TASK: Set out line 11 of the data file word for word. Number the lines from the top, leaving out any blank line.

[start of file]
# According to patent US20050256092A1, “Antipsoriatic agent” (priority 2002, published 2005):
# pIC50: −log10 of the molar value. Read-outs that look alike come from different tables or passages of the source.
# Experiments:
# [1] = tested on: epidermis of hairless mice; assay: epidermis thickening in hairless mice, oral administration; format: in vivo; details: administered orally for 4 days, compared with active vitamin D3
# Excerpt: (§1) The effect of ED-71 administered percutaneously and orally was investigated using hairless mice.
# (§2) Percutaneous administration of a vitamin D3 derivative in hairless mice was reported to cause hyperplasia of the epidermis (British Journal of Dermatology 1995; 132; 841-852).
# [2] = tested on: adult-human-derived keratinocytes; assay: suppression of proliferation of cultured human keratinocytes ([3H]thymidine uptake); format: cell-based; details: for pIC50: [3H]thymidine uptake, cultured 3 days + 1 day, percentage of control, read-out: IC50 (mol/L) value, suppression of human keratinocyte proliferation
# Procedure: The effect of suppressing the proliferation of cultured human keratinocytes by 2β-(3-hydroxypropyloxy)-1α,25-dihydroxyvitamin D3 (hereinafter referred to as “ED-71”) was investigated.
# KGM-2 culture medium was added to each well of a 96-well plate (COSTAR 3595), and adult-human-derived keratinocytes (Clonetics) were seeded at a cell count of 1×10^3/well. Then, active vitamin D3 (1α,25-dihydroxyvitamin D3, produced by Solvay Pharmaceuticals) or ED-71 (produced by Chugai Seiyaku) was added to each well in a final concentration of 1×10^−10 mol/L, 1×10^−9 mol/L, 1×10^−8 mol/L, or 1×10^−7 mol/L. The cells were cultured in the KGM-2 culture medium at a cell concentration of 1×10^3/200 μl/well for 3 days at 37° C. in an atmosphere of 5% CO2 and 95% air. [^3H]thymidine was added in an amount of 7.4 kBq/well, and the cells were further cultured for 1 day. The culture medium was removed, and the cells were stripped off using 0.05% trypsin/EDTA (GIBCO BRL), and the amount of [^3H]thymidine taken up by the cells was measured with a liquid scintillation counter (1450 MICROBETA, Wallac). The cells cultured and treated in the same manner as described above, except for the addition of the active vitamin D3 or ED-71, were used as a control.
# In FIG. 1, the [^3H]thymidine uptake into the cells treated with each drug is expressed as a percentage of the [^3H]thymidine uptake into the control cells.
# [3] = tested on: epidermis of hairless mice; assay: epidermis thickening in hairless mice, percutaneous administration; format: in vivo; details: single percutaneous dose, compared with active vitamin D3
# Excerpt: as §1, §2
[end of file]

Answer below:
# [3] = tested on: epidermis of hairless mice; assay: epidermis thickening in hairless mice, percutaneous administration; format: in vivo; details: single percutaneous dose, compared with active vitamin D3